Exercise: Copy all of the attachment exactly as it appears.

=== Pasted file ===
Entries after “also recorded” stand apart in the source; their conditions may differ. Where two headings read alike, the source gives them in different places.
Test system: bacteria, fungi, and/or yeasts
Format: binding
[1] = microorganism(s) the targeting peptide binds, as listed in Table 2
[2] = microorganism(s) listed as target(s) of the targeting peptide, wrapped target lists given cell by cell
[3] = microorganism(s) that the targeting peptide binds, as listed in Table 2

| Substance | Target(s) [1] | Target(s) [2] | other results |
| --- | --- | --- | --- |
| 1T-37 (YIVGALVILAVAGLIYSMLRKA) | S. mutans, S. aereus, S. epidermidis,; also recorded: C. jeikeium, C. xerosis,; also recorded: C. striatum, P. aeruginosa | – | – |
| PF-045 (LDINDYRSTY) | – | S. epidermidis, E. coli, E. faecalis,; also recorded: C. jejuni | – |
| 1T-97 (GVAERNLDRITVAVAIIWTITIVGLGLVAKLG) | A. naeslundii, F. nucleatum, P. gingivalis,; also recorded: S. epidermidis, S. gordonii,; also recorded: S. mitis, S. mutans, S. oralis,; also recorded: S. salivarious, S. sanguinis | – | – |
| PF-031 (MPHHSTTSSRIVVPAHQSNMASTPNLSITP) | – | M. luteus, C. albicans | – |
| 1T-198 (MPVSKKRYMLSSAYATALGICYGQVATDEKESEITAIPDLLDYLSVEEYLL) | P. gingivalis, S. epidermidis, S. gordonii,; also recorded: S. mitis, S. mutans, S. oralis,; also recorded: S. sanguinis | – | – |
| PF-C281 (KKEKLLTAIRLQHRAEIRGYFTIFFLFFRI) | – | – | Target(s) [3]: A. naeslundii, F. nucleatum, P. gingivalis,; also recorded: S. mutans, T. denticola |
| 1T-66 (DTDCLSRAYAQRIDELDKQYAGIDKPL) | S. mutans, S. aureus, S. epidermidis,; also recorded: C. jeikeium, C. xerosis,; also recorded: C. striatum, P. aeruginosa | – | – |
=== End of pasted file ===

Entries after “also recorded” stand apart in the source; their conditions may differ. Where two headings read alike, the source gives them in different places.
Test system: bacteria, fungi, and/or yeasts
Format: binding
[1] = microorganism(s) the targeting peptide binds, as listed in Table 2
[2] = microorganism(s) listed as target(s) of the targeting peptide, wrapped target lists given cell by cell
[3] = microorganism(s) that the targeting peptide binds, as listed in Table 2

| Substance | Target(s) [1] | Target(s) [2] | other results |
| --- | --- | --- | --- |
| 1T-37 (YIVGALVILAVAGLIYSMLRKA) | S. mutans, S. aereus, S. epidermidis,; also recorded: C. jeikeium, C. xerosis,; also recorded: C. striatum, P. aeruginosa | – | – |
| PF-045 (LDINDYRSTY) | – | S. epidermidis, E. coli, E. faecalis,; also recorded: C. jejuni | – |
| 1T-97 (GVAERNLDRITVAVAIIWTITIVGLGLVAKLG) | A. naeslundii, F. nucleatum, P. gingivalis,; also recorded: S. epidermidis, S. gordonii,; also recorded: S. mitis, S. mutans, S. oralis,; also recorded: S. salivarious, S. sanguinis | – | – |
| PF-031 (MPHHSTTSSRIVVPAHQSNMASTPNLSITP) | – | M. luteus, C. albicans | – |
| 1T-198 (MPVSKKRYMLSSAYATALGICYGQVATDEKESEITAIPDLLDYLSVEEYLL) | P. gingivalis, S. epidermidis, S. gordonii,; also recorded: S. mitis, S. mutans, S. oralis,; also recorded: S. sanguinis | – | – |
| PF-C281 (KKEKLLTAIRLQHRAEIRGYFTIFFLFFRI) | – | – | Target(s) [3]: A. naeslundii, F. nucleatum, P. gingivalis,; also recorded: S. mutans, T. denticola |
| 1T-66 (DTDCLSRAYAQRIDELDKQYAGIDKPL) | S. mutans, S. aureus, S. epidermidis,; also recorded: C. jeikeium, C. xerosis,; also recorded: C. striatum, P. aeruginosa | – | – |